• Contract Awards by US Department of Defense - July 21, 2020

    22 juillet 2020 | International, Aérospatial, Naval, Terrestre, C4ISR, Sécurité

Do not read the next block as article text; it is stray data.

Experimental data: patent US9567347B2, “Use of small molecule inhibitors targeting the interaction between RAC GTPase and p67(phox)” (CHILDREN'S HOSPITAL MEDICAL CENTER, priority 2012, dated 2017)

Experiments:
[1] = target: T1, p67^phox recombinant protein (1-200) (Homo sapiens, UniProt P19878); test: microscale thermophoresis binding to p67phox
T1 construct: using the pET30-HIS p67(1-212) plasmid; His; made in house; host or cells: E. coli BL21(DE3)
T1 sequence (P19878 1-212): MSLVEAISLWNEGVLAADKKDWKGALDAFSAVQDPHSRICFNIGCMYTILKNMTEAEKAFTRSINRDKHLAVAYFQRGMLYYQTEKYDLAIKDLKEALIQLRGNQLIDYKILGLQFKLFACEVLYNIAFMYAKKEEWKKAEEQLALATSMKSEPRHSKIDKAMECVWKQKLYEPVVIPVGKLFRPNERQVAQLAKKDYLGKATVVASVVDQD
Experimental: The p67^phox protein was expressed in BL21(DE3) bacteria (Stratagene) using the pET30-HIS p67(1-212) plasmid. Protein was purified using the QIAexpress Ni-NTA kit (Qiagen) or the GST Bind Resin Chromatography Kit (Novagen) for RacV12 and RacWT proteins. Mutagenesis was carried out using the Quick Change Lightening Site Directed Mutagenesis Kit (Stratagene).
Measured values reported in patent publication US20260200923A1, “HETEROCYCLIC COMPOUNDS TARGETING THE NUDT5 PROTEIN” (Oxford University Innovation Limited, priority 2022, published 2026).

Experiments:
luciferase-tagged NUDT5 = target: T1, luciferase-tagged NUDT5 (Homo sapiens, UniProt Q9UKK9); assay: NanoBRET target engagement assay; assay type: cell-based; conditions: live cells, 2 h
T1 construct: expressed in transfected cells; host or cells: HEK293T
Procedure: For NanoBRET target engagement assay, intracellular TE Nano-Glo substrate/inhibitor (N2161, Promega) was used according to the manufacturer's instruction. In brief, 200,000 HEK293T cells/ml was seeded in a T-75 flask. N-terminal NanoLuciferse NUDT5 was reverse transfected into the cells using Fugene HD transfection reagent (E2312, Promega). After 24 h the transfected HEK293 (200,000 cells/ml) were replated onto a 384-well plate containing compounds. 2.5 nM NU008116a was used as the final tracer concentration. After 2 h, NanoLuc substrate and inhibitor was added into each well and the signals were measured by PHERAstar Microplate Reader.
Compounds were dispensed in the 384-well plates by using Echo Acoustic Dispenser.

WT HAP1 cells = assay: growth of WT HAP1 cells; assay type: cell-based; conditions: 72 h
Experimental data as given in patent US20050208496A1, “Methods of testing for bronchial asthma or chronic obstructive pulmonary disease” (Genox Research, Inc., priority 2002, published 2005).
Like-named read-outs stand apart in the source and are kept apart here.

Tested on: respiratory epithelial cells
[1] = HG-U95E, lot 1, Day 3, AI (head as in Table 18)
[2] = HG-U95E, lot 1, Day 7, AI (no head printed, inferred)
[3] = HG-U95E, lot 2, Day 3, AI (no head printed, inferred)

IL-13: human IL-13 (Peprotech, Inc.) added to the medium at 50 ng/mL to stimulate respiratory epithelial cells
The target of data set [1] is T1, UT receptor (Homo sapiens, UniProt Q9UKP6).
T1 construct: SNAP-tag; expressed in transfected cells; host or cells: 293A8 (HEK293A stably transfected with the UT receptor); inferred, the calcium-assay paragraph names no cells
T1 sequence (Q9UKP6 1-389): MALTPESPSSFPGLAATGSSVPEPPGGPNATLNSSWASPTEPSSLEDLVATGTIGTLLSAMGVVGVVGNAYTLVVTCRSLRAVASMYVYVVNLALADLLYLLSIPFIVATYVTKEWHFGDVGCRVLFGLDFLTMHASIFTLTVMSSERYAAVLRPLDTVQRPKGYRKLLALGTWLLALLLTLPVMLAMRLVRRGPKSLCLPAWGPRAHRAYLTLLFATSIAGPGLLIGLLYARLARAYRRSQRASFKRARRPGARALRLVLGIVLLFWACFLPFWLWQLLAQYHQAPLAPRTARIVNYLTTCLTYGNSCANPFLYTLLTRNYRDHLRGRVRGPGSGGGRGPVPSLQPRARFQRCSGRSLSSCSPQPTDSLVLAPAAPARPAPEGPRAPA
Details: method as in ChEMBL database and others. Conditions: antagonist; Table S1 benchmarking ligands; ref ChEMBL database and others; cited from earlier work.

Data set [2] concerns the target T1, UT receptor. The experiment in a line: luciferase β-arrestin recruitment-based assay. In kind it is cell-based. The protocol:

Contract Awards by US Department of Defense - July 21, 2020